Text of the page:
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Note: This article is part of a 14-article series on getting the most out of Google Voice. We are currently updating this and the other articles, and adding new ones. You may find this to be a work-in-progress for a few weeks while we update the series.
This article is a continuation of our Google Voice series. Up until now, we've talked mainly about using Google Voice as an individual. In this article and those that follow, we'll begin our look at Google Voice for Small Business, and help you and your business get the most out of integrating some of Google Voice's more interesting features into your daily work environment.
In this article, we'll start with some of the surprising limitations Google Voice imposes when you want to manage multiple phone numbers, and some possible tricks for getting around the problem.
This article assumes you've already got a working Google Voice account and it's linked to your phone. If you don't, please read the earlier articles in this series.
As I described at the beginning of this series, my wife and I moved to a new home back in 2011. At that time, we decided to "rescue" our long-valued landline phone numbers, one of which was the "family" number and one of which was my office number (I work from home).
We chose Google Voice because we liked the idea of having numbers independent of the physical location, and because we spent about four months commuting between homes (and never knowing when either of us would be in either house), it made sense to have our phone numbers reach us anywhere.
Obviously, we could give out our cell phone numbers, but we had lots of people who knew and regularly contacted us on our landlines and wanted to keep all that running.
When we set up Google Voice, we decided the "family" number would ring to her cell phone (since she was the one who usually talked to family members, friends, and home-renovation contractors). We decided the "work" number would ring to my cell phone since I mostly talk to the work-related contacts.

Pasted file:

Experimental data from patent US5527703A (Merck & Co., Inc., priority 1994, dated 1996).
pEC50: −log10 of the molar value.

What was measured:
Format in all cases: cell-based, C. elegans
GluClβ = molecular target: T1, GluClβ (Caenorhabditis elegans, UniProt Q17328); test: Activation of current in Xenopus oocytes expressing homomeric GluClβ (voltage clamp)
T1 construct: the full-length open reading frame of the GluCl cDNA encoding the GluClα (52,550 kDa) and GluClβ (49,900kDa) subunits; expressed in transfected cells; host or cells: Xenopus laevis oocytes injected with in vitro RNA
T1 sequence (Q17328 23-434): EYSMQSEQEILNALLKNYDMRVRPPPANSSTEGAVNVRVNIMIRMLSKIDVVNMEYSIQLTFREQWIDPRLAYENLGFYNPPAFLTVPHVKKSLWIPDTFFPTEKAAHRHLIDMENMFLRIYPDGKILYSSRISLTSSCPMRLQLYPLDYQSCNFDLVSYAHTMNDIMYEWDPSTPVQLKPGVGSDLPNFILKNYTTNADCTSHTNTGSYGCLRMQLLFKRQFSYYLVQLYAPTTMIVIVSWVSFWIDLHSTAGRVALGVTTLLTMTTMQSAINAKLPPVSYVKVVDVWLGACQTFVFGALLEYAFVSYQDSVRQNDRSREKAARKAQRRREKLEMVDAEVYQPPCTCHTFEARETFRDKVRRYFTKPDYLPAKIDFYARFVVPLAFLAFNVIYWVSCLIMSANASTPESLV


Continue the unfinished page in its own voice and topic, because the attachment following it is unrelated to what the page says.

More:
We also wanted to be able to answer either phone when we were both at home. I'll talk more about that in a later article.
So far, Google Voice could work with us. But then a complication arose. I have a second "work" number. I'm the executive director for a nonprofit, and that organization has a separate number.
For the last few years, I've had that number running through Google Voice. I set it to ring on through to the "work" landline, so I could answer it through my normal office phone, saving me from having to have a whole separate set of wiring in the home office.
But when I moved my office landline to Google Voice, I discovered a problem. Google Voice will not forward one Google Voice number to another. I could no longer get both the nonprofit calls and my work calls on the same line.
Okay, fine, I thought. I'll forward the nonprofit phone directly to my cell phone. No joy. Google Voice will only allow you to link one cell phone number to one Google Voice number, in a strict one-for-one correspondence. No exceptions.
So there's my problem statement. How could I link two separate Google Voice numbers to one cell phone?
Although nothing I found was perfect, there are a few hacky ways to make it work. I'll show yout those, and then I'll tell you what I've been doing for the past few months and why I like it.
Just do voice mail
The easiest way to consolidate phones is to not consolidate phones. In my case, my work phone number could ring through to my mobile phone, but the nonprofit phone wouldn't. Google Voice would simply take a message and email me.
This, as it turns out, is the choice I used for quite a while.. Since I obsessively check email (I've checked it four times since I started writing this article...okay, five times), there wasn't too much of a delay when someone called the nonprofit, left me a message, and I called back. Since the nonprofit line doesn't get an inordinate number of calls, that was an easy way to go.
The only problem was I'd sometimes miss calls that were time-urgent, like when some event happened somewhere in the world and mainstream media outlets (often the BBC or CNN) wanted some instant commentary and analysis. If the call went to voicemail, it was often difficult to get back to these very, very busy producers on a breaking news day.
I wanted to make sure I got calls when a caller called me on that second line. That brings us to the second choice.
Next up: workable alternatives...